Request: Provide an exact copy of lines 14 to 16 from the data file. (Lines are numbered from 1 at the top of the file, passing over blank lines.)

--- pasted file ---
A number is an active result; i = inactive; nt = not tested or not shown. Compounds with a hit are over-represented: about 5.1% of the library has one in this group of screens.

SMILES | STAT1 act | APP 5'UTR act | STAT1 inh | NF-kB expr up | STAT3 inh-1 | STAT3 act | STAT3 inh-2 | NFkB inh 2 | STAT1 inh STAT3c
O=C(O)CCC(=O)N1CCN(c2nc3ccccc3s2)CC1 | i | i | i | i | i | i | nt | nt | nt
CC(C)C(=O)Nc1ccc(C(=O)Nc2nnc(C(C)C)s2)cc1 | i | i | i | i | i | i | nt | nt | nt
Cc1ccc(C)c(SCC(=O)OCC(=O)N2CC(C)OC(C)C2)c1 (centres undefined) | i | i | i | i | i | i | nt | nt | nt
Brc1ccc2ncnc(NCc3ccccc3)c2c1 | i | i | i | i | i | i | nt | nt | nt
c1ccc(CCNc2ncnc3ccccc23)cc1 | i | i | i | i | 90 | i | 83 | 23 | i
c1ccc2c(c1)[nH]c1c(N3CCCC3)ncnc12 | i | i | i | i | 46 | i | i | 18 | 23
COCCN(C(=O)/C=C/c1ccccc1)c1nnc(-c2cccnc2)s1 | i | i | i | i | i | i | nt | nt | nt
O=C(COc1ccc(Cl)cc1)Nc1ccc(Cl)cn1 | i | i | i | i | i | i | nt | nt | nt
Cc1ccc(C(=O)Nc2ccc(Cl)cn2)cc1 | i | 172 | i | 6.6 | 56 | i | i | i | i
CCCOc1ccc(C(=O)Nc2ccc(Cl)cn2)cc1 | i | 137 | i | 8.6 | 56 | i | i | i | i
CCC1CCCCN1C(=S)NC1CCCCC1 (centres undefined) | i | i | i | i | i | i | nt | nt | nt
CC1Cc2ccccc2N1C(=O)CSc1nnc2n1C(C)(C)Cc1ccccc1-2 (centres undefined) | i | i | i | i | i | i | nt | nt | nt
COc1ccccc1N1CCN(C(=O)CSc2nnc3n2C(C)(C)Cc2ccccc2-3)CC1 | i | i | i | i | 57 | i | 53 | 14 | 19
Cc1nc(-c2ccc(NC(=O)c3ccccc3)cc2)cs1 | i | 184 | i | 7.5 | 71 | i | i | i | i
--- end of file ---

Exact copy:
CC1Cc2ccccc2N1C(=O)CSc1nnc2n1C(C)(C)Cc1ccccc1-2 (centres undefined) | i | i | i | i | i | i | nt | nt | nt
COc1ccccc1N1CCN(C(=O)CSc2nnc3n2C(C)(C)Cc2ccccc2-3)CC1 | i | i | i | i | 57 | i | 53 | 14 | 19
Cc1nc(-c2ccc(NC(=O)c3ccccc3)cc2)cs1 | i | 184 | i | 7.5 | 71 | i | i | i | i